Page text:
USAID and its partners participated in several side sessions and poster presentations throughout the week, on topics including WASH financing, sanitation, improving hygienic environments for children, rural water supply sustainability, and menstrual hygiene management. 

The session Applying Innovative Financing to Urban Sanitation discussed the large-scale solutions needed to address urban sanitation gaps. Determining how much safe sanitation costs has been a challenge because data are lacking and so many different types of urban sanitation systems exist. However, it is clear that safe sanitation is not affordable to low-income households. The session concluded with a look at the innovative Cambodia Rural Sanitation Development Impact Bond, in which USAID agreed to pay for outcomes achieved—in this case, open defecation-free villages. 

Rural Water Supply Sustainability tackled the topic of professionalizing the rural water sector and moving from a corrective approach to a preventative approach to improve functionality and accelerate repair times. USAID’s Sustainable WASH Systems Learning Partnership is one activity exploring how area service providers can become self-sustaining. Their recommendations include strengthening local government capacity, establishing a professional management model, advancing policy reform, linking financing to performance, and better coordination with partners.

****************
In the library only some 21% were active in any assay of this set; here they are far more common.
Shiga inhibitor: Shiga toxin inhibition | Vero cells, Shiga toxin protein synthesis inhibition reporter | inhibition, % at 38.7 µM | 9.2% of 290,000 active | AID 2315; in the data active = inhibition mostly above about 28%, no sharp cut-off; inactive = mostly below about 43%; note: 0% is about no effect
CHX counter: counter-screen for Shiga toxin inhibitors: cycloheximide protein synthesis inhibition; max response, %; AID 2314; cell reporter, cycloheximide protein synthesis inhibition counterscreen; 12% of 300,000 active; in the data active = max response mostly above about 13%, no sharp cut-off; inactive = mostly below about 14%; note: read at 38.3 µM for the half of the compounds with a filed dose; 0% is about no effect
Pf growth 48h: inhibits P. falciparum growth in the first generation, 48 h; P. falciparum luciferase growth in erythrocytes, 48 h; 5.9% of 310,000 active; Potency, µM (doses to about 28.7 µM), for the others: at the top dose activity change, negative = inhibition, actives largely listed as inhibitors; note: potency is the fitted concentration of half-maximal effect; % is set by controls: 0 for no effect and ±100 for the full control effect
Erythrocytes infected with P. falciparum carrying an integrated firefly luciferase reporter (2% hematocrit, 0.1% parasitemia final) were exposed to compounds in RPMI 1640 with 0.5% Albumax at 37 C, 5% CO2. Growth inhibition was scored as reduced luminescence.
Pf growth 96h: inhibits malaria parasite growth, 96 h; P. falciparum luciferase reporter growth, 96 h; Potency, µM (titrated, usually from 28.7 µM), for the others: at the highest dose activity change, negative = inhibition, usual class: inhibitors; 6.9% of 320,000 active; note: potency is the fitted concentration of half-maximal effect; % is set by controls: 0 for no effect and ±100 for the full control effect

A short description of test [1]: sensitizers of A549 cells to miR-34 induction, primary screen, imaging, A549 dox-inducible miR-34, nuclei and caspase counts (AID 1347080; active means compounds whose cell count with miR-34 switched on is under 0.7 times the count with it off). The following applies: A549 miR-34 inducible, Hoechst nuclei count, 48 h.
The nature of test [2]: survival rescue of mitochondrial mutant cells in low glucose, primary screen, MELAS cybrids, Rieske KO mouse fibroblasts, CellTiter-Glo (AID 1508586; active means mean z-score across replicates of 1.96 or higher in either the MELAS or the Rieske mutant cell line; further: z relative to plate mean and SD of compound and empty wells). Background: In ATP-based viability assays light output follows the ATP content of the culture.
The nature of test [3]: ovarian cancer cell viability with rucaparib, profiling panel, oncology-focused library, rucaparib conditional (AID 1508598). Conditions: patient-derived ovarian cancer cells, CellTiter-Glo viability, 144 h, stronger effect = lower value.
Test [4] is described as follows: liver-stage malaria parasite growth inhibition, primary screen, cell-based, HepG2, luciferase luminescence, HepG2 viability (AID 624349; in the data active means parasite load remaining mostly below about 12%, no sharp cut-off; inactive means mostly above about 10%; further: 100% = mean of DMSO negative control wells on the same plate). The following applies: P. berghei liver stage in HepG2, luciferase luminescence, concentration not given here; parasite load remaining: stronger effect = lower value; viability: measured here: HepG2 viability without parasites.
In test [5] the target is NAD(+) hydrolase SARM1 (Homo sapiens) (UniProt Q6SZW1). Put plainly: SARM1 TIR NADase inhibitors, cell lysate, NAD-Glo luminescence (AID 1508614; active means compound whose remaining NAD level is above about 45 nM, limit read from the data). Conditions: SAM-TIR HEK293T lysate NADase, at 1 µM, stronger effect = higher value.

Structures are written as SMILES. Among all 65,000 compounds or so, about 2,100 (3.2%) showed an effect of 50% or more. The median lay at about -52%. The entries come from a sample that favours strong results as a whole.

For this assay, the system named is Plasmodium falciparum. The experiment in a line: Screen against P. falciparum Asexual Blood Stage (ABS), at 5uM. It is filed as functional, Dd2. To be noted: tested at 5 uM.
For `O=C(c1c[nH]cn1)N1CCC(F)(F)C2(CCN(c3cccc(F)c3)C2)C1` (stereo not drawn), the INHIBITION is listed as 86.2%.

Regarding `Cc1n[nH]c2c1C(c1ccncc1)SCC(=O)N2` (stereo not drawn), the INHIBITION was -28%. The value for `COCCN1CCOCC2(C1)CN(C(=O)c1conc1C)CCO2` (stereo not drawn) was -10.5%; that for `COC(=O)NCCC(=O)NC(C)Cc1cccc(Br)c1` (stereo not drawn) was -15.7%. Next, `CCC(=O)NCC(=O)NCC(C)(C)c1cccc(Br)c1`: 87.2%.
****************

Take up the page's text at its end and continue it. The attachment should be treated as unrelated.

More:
USAID’s Water, Sanitation, and Hygiene Partnerships for Learning and Sustainability (WASHPaLS) hosted several sessions. Improving Hygienic Environments for Children highlighted the work of four WASHPaLS grantees to counter disease by preventing children from ingesting poultry feces through geophagy or mouthing behaviors, either through establishing separate play spaces and animal hutches, or improving flooring. One grantee noted that poultry feces control was more behaviorally complex than human feces control. Meanwhile, the second half of Sanitation Market Systems explored the missing link between demand generation and investing in a toilet—demand activation. The skills needed for demand generation and activation differ as it requires some level of persuasion to get a customer to purchase a toilet. Breakout sessions explained how these two approaches differ and complement each other, and explored the role of sanitation programmers and government in the process.